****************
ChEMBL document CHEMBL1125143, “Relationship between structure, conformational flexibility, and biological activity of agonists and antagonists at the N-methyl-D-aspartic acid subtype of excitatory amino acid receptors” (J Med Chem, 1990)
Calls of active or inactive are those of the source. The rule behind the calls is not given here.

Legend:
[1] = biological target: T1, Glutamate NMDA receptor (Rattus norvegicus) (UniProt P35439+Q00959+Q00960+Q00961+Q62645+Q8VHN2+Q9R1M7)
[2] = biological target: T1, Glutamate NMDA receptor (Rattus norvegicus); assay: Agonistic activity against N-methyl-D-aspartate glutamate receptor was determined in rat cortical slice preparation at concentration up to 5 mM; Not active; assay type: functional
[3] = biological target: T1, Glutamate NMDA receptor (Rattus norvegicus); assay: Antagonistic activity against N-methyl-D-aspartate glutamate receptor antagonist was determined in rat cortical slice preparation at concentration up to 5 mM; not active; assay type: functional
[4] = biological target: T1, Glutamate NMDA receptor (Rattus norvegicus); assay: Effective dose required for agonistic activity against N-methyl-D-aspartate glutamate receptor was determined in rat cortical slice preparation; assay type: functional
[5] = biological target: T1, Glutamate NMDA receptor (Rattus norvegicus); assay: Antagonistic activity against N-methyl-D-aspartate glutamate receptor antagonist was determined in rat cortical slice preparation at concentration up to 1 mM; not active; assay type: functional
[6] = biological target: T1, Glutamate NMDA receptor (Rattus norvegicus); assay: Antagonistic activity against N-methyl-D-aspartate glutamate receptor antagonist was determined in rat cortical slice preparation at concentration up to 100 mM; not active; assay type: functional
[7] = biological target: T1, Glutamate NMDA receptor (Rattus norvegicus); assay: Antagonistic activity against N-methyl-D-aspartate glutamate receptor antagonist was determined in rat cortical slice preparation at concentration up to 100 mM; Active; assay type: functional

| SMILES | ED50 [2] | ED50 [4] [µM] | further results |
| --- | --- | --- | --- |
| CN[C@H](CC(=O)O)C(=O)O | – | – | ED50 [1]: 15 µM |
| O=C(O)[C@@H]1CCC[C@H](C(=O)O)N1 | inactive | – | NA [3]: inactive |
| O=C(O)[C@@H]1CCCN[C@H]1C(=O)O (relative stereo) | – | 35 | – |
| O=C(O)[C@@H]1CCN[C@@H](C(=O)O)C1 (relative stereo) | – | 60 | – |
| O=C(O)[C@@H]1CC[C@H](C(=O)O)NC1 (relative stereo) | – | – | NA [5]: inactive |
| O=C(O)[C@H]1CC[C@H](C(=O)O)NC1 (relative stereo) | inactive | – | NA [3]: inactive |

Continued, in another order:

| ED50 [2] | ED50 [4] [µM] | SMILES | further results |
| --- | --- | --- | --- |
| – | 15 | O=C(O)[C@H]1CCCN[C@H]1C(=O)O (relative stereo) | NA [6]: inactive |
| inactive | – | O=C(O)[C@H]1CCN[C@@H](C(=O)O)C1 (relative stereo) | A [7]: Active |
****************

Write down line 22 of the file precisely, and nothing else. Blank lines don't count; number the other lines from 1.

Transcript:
| – | 15 | O=C(O)[C@H]1CCCN[C@H]1C(=O)O (relative stereo) | NA [6]: inactive |